A close second was Walmer Castle near Deal in Kent, originally an artillery fort built by Henry VIII which was converted into a cosy residence for the Lord Warden of the Cinque Ports and has close associations with the Duke of Wellington and Churchill.

Saturday, 24 December 2016

Appy Christmas!

In many older pubs, you will still see a line of redundant bell-pushes around the walls in the lounge. They date back to the days of waiter service, but that largely died the death in the 1960s and 70s due to rising labour costs. It was simply no longer economic.

However, Wetherspoon’s are now reviving the idea by introducing an app to allow customers to order food and drink and have them brought to their table. Now, I’m the last person to judge whether new technology innovations are likely to succeed, so I won’t dismiss it out of hand. And if you restrict it to card payments you eliminate all the cash handling that used to make up a large part of the waiter’s job.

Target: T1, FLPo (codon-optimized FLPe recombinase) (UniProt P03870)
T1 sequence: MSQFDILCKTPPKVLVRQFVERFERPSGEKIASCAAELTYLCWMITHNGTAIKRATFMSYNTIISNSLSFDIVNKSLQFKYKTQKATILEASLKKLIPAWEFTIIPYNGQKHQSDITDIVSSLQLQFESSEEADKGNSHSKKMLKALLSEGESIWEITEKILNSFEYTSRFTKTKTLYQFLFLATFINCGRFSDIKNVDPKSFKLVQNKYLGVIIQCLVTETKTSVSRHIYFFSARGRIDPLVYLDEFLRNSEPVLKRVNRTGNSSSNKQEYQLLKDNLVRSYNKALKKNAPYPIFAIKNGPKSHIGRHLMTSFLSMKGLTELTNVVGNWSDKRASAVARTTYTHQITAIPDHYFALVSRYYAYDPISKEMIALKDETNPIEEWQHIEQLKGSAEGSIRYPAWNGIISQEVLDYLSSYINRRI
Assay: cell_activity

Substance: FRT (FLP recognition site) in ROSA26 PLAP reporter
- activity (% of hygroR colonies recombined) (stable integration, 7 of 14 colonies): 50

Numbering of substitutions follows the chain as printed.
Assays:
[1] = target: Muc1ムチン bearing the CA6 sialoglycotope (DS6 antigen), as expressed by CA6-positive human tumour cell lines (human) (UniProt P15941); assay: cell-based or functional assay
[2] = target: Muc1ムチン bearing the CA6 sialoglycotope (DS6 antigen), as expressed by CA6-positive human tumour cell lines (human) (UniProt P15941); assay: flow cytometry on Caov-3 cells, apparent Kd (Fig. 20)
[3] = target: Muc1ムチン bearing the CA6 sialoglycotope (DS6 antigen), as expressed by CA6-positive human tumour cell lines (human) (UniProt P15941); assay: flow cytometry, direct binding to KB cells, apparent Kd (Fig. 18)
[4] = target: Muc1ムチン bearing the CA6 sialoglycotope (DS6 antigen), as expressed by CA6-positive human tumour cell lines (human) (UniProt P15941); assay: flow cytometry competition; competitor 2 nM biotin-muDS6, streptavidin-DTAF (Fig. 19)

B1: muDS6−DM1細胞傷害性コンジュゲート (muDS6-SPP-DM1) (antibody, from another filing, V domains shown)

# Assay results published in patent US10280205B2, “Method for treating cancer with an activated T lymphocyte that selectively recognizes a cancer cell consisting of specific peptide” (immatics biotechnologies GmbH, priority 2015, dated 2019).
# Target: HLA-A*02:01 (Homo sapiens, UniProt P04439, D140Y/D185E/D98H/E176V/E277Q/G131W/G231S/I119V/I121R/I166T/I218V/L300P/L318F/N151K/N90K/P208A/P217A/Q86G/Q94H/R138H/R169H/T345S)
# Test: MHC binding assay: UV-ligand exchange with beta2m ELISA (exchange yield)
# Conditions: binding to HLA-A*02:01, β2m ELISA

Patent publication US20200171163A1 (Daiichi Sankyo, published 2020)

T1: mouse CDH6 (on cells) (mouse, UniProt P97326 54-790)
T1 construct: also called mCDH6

However, there are some obvious problems. For a start, it makes checking that customers aren’t underage or drunk that bit more difficult. And I can’t see the app listing all the guest ales that are on at a particular time, creating a further disincentive to order them. What happens if you’re given short measure or a cloudy pint? And, knowing the usual speed of service in Wetherspoon’s, you can just see the wait times stretching endlessly out, resulting in some very irate customers.

You can see the reasoning when it comes to food, which has to be brought to the table anyway. Indeed, companies like McDonalds have already been experimenting with computerised order points. But I expect Wetherspoon’s to learn the hard way that table service for drinks, as opposed to customers ordering and collecting them at the bar, costs money. At a time when the minimum wage is rising much faster than general inflation, can they afford to make their pub operations more labour-intensive?